DES MOINES — After trading barbs over the financial crisis and the collapse of the rescue package, John McCain and Barack Obama on Tuesday softened their rhetoric, at least in their public appearances, calling for bipartisanship and pledging to work with reluctant members of Congress to craft a palatable solution.
The two senators acted as pitchmen for the bailout, arguing that the rescue of financial institutions is vital to the fortunes of the middle class. And both campaigns said the candidates would return to Washington today to cast their votes if the Senate takes up the legislation, as expected.
"One of the reasons why Congress failed to act in fact is because it hasn't really sunk in that the people who are hurting and are being hurt are Main Street: families, small businesses," McCain said during an economic round table at a manufacturing plant here. As examples, he cited Sonic drive-in restaurant franchisees and students at a technical college in Wisconsin whose access to bank loans has been cut off.
"Those kinds of people that are the engine of our economy," he said.
Both men also sought to reassure voters wary of risking so much taxpayer money.
"This is not a plan to just hand over $700 billion of your money to a few banks on Wall Street," said Obama at a rally on the sun-splashed quad of the University of Nevada, Reno.
"If this is managed correctly, we will hopefully get most or all of our money back, possibly even turn a profit on the government's investment -- every penny of which will go directly back to you, the investor, or will be going into drawing down on our national debt," he said.
It was a marked change from Monday, when Obama had mocked McCain's long-standing support for further deregulation of the nation's financial markets, and McCain blamed Obama and congressional Democrats for injecting partisanship into delicate negotiations.
On Tuesday, a little more than a month from election day, the candidates adopted a somber tone, and neither mentioned his rival by name.
But as McCain and Obama showed restraint, both campaigns unveiled critical national television advertisements. McCain's blames Democrats and Obama for the nation's economic crisis, while Obama's criticizes McCain's tax policy and paints him as a continuation of the Bush administration.
Obama campaigned in the Silver State, his fourth visit since the campaign began. Bush won Nevada by 21,500 votes, or 2.5%, in 2004, and it is expected to be a toss-up in November.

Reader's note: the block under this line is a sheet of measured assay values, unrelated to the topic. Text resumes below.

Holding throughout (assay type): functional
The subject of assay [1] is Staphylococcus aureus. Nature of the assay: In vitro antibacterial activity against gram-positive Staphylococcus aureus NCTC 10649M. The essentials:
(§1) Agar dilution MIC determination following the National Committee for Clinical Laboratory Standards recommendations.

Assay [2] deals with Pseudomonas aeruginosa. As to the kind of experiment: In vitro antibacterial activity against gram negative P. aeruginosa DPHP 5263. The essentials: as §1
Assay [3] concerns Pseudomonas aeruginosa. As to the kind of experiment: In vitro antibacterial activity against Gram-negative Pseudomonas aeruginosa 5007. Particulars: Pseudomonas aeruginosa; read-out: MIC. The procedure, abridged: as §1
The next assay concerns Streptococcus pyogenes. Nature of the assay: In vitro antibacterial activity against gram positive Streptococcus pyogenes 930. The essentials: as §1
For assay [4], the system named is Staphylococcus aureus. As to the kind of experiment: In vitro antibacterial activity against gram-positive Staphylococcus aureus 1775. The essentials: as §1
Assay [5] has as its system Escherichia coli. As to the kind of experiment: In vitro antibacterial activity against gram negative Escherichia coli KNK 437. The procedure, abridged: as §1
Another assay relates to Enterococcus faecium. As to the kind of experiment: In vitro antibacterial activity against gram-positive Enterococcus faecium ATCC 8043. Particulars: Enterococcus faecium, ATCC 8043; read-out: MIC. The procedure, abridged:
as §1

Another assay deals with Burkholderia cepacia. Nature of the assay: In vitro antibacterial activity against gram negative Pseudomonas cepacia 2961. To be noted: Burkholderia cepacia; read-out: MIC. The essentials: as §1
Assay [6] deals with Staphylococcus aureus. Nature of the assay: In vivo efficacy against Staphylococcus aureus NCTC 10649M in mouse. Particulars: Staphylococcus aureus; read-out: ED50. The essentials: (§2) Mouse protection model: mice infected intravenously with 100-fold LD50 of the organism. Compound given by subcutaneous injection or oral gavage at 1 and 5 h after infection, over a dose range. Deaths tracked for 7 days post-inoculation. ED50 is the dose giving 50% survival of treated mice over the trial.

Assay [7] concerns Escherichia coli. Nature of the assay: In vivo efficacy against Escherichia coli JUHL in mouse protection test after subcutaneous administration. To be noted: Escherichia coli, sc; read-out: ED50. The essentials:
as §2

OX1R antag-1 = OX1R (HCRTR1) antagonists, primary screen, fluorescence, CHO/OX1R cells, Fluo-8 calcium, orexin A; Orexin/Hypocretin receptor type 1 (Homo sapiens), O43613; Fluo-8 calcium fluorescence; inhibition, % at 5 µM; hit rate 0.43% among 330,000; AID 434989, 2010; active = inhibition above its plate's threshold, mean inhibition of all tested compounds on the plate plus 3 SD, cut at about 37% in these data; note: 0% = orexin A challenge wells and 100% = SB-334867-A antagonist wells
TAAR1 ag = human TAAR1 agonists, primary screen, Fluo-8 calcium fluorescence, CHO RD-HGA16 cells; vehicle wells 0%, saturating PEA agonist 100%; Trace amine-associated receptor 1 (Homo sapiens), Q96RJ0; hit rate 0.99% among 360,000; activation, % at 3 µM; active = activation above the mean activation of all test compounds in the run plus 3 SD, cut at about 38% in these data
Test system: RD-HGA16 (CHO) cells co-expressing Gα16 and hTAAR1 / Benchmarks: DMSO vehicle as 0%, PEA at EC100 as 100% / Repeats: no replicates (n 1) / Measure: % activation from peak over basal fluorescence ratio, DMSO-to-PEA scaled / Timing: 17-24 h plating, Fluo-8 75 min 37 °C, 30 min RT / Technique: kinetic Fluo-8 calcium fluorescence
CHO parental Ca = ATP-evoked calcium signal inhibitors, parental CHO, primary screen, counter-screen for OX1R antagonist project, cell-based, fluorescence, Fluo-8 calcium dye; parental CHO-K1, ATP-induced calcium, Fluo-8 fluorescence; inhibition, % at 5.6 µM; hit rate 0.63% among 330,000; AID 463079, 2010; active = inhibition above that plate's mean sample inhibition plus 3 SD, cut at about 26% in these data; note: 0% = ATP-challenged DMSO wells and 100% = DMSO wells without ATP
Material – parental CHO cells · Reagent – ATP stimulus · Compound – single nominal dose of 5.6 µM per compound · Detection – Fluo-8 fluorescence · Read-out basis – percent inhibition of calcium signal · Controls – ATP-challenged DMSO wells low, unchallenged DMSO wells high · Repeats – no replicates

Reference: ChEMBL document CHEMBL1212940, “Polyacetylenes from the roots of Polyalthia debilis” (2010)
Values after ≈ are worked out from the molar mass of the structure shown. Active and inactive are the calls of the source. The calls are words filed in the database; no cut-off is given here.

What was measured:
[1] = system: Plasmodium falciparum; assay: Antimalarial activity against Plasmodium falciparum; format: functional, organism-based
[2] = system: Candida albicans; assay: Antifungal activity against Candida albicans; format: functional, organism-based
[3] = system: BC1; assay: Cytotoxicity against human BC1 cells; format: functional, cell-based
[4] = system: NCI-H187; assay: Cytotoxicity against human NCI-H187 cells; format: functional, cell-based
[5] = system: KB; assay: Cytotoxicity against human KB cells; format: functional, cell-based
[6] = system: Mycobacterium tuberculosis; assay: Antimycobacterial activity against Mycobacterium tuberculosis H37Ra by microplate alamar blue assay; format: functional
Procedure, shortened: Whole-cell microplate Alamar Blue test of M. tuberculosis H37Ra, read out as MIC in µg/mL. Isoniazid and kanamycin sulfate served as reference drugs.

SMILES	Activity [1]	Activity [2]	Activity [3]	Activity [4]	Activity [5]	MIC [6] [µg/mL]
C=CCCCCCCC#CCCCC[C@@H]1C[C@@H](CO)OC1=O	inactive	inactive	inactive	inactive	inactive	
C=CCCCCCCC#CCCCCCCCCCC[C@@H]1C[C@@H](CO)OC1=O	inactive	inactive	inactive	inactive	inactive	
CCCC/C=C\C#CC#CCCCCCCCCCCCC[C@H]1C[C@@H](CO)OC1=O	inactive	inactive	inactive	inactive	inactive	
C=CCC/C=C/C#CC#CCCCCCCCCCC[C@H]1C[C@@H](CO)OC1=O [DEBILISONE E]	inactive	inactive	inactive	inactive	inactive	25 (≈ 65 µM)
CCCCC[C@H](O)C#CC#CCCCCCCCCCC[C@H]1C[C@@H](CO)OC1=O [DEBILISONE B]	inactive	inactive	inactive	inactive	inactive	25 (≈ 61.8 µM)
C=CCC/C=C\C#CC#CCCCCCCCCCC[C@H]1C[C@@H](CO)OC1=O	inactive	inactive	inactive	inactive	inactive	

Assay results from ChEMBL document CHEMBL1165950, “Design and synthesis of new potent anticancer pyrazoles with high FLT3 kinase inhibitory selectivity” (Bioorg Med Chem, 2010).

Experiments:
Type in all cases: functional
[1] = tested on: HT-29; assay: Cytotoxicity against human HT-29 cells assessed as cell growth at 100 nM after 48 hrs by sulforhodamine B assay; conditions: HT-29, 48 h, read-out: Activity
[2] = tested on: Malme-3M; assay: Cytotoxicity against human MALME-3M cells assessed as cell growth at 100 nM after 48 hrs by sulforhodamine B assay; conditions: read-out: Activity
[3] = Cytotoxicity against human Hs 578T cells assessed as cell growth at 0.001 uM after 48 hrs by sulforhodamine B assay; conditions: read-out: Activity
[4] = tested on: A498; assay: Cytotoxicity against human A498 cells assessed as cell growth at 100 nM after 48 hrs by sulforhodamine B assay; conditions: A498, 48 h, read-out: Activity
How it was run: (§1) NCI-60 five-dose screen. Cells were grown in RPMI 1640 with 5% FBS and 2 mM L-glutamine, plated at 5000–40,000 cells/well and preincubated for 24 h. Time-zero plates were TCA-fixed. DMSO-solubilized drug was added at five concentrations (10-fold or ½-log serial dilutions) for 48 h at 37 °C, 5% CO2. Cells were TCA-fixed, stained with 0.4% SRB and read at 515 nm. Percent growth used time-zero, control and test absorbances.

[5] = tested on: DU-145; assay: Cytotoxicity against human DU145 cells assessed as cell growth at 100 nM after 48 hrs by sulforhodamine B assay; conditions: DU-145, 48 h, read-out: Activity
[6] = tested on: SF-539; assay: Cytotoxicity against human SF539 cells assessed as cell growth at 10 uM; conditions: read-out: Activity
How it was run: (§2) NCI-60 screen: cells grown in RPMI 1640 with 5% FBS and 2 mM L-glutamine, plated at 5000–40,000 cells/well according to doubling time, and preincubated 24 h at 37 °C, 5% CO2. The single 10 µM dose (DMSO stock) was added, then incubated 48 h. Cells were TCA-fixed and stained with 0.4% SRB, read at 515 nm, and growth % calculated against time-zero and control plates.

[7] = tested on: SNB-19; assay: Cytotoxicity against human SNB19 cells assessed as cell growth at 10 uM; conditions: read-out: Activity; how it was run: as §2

Obama told the crowd that under normal circumstances, he'd be tempted to give a "big, rip-roarin', rah-rah speech." But he said it was not a time for partisanship after a day in which $1 trillion of wealth was lost by the close of markets.
"Let me be perfectly clear. The fact that we are in this mess is an outrage. It's an outrage because we did not get here by accident. . . . This financial crisis is a direct result of the greed and irresponsibility that has dominated Washington and Wall Street for years," he said. "While there is plenty of blame to go around, and many in Washington and Wall Street deserve it, all of us now have a responsibility to solve this crisis because it affects the financial well-being of every single American.
"There will be time to punish those who set this fire, but now is the moment for us to come together and put the fire out."
Campaigning in Iowa -- a state that is tilting strongly toward Obama -- McCain lambasted Congress, saying lawmakers' lack of leadership and inability to pass a rescue plan could put the nation in peril.
"We are in the greatest financial crisis in our lifetime," he said. "Congressional inaction has put every American in the entire economy at grave risk."
But the GOP nominee said now is not the time for finger-pointing or blame.
"We cannot allow a crisis in our financial system to become a crisis of confidence. I call on everyone in Washington to come together in a bipartisan way to come together to address this crisis," McCain said. "I know many solutions to this problem may be unpopular. The dire consequences of inaction will be far more damaging."
Obama and McCain both spoke with President Bush in the morning, and both urged the Federal Deposit Insurance Corp. to increase deposit protection to $250,000 per account. House Republicans claimed that the proposal was rejected by Democrats in the midst of negotiations, before the bailout package was voted down Monday in the House of Representatives.
The FDIC provision is expected to be included in the Senate bill that is expected to be voted on today.
"That's just one idea," Obama said, adding that both parties should be open to all ideas to get the deal done.
"We must act now. We can't have another day like yesterday. We can't risk another week or another month where American businesses are afraid to extend credit and lend money. That has an impact on housing right here in Nevada. That has an impact on the small-business owner who has got to make payroll.
"And if he can't make payroll on Friday, he may lay you off on Monday."
Mehta reported from Des Moines and Reston from Reno.